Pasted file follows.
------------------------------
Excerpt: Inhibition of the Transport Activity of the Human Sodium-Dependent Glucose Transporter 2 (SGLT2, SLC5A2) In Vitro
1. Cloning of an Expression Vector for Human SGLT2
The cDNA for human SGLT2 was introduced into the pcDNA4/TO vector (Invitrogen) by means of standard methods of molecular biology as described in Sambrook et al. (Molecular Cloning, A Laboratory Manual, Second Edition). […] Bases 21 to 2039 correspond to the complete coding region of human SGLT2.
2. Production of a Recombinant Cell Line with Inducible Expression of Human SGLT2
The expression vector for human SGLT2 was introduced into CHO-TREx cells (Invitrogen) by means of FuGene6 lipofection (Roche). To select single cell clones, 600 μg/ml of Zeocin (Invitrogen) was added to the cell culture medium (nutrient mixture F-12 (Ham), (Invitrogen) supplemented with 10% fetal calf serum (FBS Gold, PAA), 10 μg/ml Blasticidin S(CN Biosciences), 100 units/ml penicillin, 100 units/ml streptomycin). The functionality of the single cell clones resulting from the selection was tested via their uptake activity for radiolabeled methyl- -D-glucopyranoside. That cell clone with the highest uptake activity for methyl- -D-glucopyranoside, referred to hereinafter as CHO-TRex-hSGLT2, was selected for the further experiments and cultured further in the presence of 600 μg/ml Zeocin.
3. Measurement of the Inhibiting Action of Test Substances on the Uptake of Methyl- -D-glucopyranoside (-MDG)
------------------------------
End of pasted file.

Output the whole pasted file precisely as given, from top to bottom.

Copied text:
Excerpt: Inhibition of the Transport Activity of the Human Sodium-Dependent Glucose Transporter 2 (SGLT2, SLC5A2) In Vitro
1. Cloning of an Expression Vector for Human SGLT2
The cDNA for human SGLT2 was introduced into the pcDNA4/TO vector (Invitrogen) by means of standard methods of molecular biology as described in Sambrook et al. (Molecular Cloning, A Laboratory Manual, Second Edition). […] Bases 21 to 2039 correspond to the complete coding region of human SGLT2.
2. Production of a Recombinant Cell Line with Inducible Expression of Human SGLT2
The expression vector for human SGLT2 was introduced into CHO-TREx cells (Invitrogen) by means of FuGene6 lipofection (Roche). To select single cell clones, 600 μg/ml of Zeocin (Invitrogen) was added to the cell culture medium (nutrient mixture F-12 (Ham), (Invitrogen) supplemented with 10% fetal calf serum (FBS Gold, PAA), 10 μg/ml Blasticidin S(CN Biosciences), 100 units/ml penicillin, 100 units/ml streptomycin). The functionality of the single cell clones resulting from the selection was tested via their uptake activity for radiolabeled methyl- -D-glucopyranoside. That cell clone with the highest uptake activity for methyl- -D-glucopyranoside, referred to hereinafter as CHO-TRex-hSGLT2, was selected for the further experiments and cultured further in the presence of 600 μg/ml Zeocin.
3. Measurement of the Inhibiting Action of Test Substances on the Uptake of Methyl- -D-glucopyranoside (-MDG)